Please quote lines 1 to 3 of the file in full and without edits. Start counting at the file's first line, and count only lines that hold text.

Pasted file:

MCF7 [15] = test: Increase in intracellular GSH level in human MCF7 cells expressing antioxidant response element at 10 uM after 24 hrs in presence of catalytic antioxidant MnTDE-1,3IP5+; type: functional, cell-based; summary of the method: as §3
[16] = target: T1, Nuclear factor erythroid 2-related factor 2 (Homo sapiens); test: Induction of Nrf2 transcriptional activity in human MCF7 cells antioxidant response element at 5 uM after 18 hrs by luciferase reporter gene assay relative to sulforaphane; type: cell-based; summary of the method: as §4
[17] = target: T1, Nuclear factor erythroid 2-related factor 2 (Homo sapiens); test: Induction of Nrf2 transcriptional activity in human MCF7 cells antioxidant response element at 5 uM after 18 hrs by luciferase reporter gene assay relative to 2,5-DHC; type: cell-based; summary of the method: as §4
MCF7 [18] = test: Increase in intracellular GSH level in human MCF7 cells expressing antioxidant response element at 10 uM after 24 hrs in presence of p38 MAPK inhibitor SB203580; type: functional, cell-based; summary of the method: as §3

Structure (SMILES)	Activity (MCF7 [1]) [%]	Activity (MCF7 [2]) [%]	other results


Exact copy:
MCF7 [15] = test: Increase in intracellular GSH level in human MCF7 cells expressing antioxidant response element at 10 uM after 24 hrs in presence of catalytic antioxidant MnTDE-1,3IP5+; type: functional, cell-based; summary of the method: as §3
[16] = target: T1, Nuclear factor erythroid 2-related factor 2 (Homo sapiens); test: Induction of Nrf2 transcriptional activity in human MCF7 cells antioxidant response element at 5 uM after 18 hrs by luciferase reporter gene assay relative to sulforaphane; type: cell-based; summary of the method: as §4
[17] = target: T1, Nuclear factor erythroid 2-related factor 2 (Homo sapiens); test: Induction of Nrf2 transcriptional activity in human MCF7 cells antioxidant response element at 5 uM after 18 hrs by luciferase reporter gene assay relative to 2,5-DHC; type: cell-based; summary of the method: as §4